c. 1880 – Oneonta, NY

Off Market / Archived
Posted March 2019. This home has been archived on OHD. The sold status is unknown.
Added to OHD on 3/6/19   -   Last OHD Update: 5/13/19   -   11 Comments
18 Otsego St, Oneonta, NY 13820

Map: Street

  • $89,900
  • 4 Bed
  • 2 Bath
  • 2100 Sq Ft
  • 0.39 Ac.
Victorian Era home in the city of Oneonta. 4 bedrooms, 2 baths, large back yard, off street parking.
Last Active Agent
Michael Bordinger Lutz, Bordinger Realty
(607) 432-9173
Links, Photos & Additional Info
Status, price and other details may not be current and must be independently verified.
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11 Comments on c. 1880 – Oneonta, NY

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  1. Kelly, OHDKelly, OHD says: 10360 comments
    Admin

    1901 Folk Victorian
    Chestatee, GA

    Posting for the gable and porch details. I included a street view, last photo above.

    12
  2. AvatarDJZ says: 45 comments

    Those gables and fretwork are absolutely beautiful! Im confused as to how the layout of this house is considering the first picture you see is a 1960’s kitchen renovation. A layout(blueprint) would be helpful for better understanding.

    7
  3. AvatarLady Texas says: 145 comments

    I love the mouse door! After that, the house took on a whole new charm 🙂

    4
  4. JimHJimH says: 4208 comments
    OHD Supporter

    This house was built in 1887 and owned by George W. Knapp (1830-1915), a carpenter who built a few homes in the neighborhood – the adjacent lane is named Knapp Ave.

    The gable detail looks like plumbing!

    3
  5. AvatarDante A Ludwig says: 34 comments

    The hardwood flooring is pretty scuffed up, and needs a lot of labor to make it shine again. The overall condition of this house is very rough looking, and this is definatly a refurbish project galore.

  6. Avatarbill whitman says: 252 comments

    yes but isn’t that what buying an inexpensive old house is all about. the price on this beauty leaves plenty of cash to rent floor sanders and donate that 70s kitchen to a museum. I love the huge almost to the floor windows and the floors are geeat. just need to be refinished. not rocket science, just work and they will look so great when done plus the walls are a blank pallette. well worth it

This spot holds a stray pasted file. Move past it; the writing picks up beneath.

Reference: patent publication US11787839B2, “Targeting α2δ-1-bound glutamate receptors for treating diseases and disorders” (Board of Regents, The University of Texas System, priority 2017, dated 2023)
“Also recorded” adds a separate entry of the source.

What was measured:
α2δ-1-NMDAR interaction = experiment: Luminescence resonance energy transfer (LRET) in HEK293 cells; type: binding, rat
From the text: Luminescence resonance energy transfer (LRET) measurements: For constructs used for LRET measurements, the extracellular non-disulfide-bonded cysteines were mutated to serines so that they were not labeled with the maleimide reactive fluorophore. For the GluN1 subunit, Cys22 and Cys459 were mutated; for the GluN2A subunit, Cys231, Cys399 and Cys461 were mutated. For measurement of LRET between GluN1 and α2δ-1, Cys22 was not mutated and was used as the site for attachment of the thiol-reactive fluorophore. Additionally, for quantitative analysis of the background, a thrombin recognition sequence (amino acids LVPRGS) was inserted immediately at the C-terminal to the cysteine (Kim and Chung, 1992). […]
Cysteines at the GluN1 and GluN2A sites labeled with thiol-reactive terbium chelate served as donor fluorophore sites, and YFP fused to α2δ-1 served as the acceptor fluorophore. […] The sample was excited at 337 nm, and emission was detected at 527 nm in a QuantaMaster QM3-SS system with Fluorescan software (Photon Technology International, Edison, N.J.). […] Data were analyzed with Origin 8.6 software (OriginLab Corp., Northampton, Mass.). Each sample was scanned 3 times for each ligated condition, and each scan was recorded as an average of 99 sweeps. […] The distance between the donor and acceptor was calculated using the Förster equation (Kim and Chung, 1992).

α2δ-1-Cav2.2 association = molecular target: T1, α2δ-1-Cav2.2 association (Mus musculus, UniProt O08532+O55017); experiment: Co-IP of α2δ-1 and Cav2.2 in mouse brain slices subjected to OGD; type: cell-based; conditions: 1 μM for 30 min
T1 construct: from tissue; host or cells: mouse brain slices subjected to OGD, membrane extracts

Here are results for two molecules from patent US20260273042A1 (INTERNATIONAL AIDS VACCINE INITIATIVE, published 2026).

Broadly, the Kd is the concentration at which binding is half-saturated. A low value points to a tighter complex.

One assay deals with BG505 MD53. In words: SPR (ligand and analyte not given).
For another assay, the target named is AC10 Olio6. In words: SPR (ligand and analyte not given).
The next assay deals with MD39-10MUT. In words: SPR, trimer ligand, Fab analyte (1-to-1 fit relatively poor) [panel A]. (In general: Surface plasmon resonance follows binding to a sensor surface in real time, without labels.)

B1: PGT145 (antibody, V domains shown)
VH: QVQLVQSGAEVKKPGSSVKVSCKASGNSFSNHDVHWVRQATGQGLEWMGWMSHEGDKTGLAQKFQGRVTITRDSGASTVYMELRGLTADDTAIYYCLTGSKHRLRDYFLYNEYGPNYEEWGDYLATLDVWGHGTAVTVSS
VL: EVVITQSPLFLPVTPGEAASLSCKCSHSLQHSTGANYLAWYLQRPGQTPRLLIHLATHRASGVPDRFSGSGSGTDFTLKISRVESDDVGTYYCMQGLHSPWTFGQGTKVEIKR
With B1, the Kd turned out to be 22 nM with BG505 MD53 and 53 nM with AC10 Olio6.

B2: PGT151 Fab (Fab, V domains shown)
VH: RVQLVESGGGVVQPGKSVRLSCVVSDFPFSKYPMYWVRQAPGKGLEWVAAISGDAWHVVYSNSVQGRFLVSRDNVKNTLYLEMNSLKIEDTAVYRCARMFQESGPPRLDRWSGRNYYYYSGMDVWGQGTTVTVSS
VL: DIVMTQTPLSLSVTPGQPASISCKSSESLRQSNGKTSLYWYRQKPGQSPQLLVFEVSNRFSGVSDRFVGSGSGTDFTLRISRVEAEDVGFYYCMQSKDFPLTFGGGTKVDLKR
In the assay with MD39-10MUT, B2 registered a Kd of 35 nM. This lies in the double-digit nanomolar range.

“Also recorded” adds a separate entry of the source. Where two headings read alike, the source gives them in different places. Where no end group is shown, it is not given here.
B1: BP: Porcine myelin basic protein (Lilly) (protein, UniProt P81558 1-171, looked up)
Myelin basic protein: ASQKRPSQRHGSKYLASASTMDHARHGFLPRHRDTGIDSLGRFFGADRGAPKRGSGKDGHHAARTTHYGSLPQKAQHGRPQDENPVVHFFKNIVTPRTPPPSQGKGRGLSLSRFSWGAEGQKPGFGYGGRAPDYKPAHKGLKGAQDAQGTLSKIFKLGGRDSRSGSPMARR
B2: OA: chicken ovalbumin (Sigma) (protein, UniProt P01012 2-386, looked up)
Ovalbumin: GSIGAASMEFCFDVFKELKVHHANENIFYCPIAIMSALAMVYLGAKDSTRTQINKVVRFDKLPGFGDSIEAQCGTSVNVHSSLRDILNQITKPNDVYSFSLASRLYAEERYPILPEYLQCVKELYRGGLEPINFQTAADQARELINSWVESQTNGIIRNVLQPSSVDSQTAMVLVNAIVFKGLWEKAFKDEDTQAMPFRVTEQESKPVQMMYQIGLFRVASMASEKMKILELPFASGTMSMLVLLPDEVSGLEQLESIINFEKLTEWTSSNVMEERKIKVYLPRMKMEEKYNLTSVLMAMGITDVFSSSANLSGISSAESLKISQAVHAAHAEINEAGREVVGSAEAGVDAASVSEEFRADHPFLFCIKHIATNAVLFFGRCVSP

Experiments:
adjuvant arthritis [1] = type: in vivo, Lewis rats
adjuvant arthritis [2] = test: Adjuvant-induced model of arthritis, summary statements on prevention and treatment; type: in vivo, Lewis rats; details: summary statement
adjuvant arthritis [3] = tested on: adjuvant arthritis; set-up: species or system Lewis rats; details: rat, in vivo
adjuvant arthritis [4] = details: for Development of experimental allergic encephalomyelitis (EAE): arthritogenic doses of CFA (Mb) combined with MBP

2
    • JimHJimH says: 4208 comments
      OHD Supporter

      In this market a reasonable renovation budget might be 50% above the purchase price. Priority should always be given to exterior preservation and basic livability before upgrades like kitchens and baths. Hypothetically, the roof and exterior could easily eat up most of the budget, and usually some systems work is required. After refinishing the floors and cosmetics inside, there’s not much left for the kitchen and baths!
      The common approach of leading with kitchen and bathroom upgrades is upside down and often leaves more important items untouched. It’s not about whether you like the existing kitchen or not, but about wisely spending money to preserve the house and its original features for the long term. Once the higher priority things are completed, then see if there’s cash left to make upgrades.
      Personally, I could easily live with that kitchen (with just flooring work) if everything else was taken care of. The cabinets are higher quality than most of the standard stuff folks buy these days.

      6
      • CLMCLM says: 126 comments
        OHD Supporter

        1940 Cottage
        Bradford, TN

        I agree! When we bought this house, the kitchen and bath needed an upgrade-and they still do because we knew we were going to need a new roof within 5 years and while the foundation is acceptable, we get water in the basement when it rains real hard. Our take is that if there is a leak in the roof, everything below it is at risk. Fix the roof and don’t end up doing your fancy renovations twice just for the sake of prettiness/amazingness. Of course, we painted and worked on floors and on the exterior, and the water leakage; small expenses and our labor, but when that first drip showed up in the attic, (on the 5th year, interestingly enough) we were able to get a roofer immediately and put a roof on that will last til’ we’re dead, probably. Now we can think about the more costly projects knowing that they will outlast us as well.

  7. Barbara VBarbara V says: 346 comments
    OHD Supporter

    1800 cottage
    Upstate, NY

    Oneonta is a nice little college town in central New York. It is not far from Cooperstown, home to the Fenimore Art Museum and the Baseball Hall of Fame, at the southern tip of Otsego Lake. Having attended college here, I can tell you that many lovely old houses were converted to student housing, and suffered greatly as a result, with much of their period charm sacrificed in the process. This house looks to still have some promise, in the hands of the right person…

    2

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